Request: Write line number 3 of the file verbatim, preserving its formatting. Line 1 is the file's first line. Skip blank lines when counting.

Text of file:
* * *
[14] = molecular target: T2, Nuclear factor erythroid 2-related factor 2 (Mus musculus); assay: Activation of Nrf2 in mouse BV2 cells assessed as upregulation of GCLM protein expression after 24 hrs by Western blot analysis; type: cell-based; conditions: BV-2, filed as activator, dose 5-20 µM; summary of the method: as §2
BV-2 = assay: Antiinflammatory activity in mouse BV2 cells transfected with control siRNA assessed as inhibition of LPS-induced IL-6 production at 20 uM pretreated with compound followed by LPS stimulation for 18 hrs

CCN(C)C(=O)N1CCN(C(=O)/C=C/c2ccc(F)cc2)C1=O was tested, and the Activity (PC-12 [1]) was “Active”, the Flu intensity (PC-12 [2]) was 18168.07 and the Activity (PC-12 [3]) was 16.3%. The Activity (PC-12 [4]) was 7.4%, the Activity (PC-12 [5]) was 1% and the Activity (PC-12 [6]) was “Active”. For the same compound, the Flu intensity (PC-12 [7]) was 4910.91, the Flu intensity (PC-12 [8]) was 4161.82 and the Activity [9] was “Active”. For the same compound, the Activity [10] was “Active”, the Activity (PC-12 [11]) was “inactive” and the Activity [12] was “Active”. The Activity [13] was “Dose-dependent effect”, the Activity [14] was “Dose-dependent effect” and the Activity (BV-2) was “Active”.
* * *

CCN(C)C(=O)N1CCN(C(=O)/C=C/c2ccc(F)cc2)C1=O was tested, and the Activity (PC-12 [1]) was “Active”, the Flu intensity (PC-12 [2]) was 18168.07 and the Activity (PC-12 [3]) was 16.3%. The Activity (PC-12 [4]) was 7.4%, the Activity (PC-12 [5]) was 1% and the Activity (PC-12 [6]) was “Active”. For the same compound, the Flu intensity (PC-12 [7]) was 4910.91, the Flu intensity (PC-12 [8]) was 4161.82 and the Activity [9] was “Active”. For the same compound, the Activity [10] was “Active”, the Activity (PC-12 [11]) was “inactive” and the Activity [12] was “Active”. The Activity [13] was “Dose-dependent effect”, the Activity [14] was “Dose-dependent effect” and the Activity (BV-2) was “Active”.